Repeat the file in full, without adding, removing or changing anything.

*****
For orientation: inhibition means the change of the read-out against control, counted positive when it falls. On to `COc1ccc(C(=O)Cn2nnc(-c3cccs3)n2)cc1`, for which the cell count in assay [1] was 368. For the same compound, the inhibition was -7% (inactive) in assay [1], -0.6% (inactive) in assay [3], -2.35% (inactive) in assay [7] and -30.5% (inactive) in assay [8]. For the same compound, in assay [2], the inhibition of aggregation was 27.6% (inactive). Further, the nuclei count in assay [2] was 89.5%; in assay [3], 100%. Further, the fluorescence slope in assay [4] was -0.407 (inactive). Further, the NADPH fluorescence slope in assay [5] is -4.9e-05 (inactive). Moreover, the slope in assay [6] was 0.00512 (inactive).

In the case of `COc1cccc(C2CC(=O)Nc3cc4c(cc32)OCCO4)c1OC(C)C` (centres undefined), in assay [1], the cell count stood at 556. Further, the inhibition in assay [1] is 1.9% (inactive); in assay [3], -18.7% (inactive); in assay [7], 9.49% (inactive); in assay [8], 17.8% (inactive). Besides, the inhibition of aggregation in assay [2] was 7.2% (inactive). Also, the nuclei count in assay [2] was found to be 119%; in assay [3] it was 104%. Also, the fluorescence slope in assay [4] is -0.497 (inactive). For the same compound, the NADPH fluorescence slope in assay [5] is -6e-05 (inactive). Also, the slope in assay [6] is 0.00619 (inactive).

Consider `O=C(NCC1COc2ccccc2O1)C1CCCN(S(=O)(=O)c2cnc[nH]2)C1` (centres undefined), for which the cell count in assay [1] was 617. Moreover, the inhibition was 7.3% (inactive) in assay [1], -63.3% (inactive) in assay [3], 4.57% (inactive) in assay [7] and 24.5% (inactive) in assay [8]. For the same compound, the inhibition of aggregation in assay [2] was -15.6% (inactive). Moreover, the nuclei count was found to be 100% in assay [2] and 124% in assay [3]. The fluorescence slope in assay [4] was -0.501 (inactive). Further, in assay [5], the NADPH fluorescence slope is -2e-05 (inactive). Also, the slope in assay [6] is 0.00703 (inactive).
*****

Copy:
For orientation: inhibition means the change of the read-out against control, counted positive when it falls. On to `COc1ccc(C(=O)Cn2nnc(-c3cccs3)n2)cc1`, for which the cell count in assay [1] was 368. For the same compound, the inhibition was -7% (inactive) in assay [1], -0.6% (inactive) in assay [3], -2.35% (inactive) in assay [7] and -30.5% (inactive) in assay [8]. For the same compound, in assay [2], the inhibition of aggregation was 27.6% (inactive). Further, the nuclei count in assay [2] was 89.5%; in assay [3], 100%. Further, the fluorescence slope in assay [4] was -0.407 (inactive). Further, the NADPH fluorescence slope in assay [5] is -4.9e-05 (inactive). Moreover, the slope in assay [6] was 0.00512 (inactive).

In the case of `COc1cccc(C2CC(=O)Nc3cc4c(cc32)OCCO4)c1OC(C)C` (centres undefined), in assay [1], the cell count stood at 556. Further, the inhibition in assay [1] is 1.9% (inactive); in assay [3], -18.7% (inactive); in assay [7], 9.49% (inactive); in assay [8], 17.8% (inactive). Besides, the inhibition of aggregation in assay [2] was 7.2% (inactive). Also, the nuclei count in assay [2] was found to be 119%; in assay [3] it was 104%. Also, the fluorescence slope in assay [4] is -0.497 (inactive). For the same compound, the NADPH fluorescence slope in assay [5] is -6e-05 (inactive). Also, the slope in assay [6] is 0.00619 (inactive).

Consider `O=C(NCC1COc2ccccc2O1)C1CCCN(S(=O)(=O)c2cnc[nH]2)C1` (centres undefined), for which the cell count in assay [1] was 617. Moreover, the inhibition was 7.3% (inactive) in assay [1], -63.3% (inactive) in assay [3], 4.57% (inactive) in assay [7] and 24.5% (inactive) in assay [8]. For the same compound, the inhibition of aggregation in assay [2] was -15.6% (inactive). Moreover, the nuclei count was found to be 100% in assay [2] and 124% in assay [3]. The fluorescence slope in assay [4] was -0.501 (inactive). Further, in assay [5], the NADPH fluorescence slope is -2e-05 (inactive). Also, the slope in assay [6] is 0.00703 (inactive).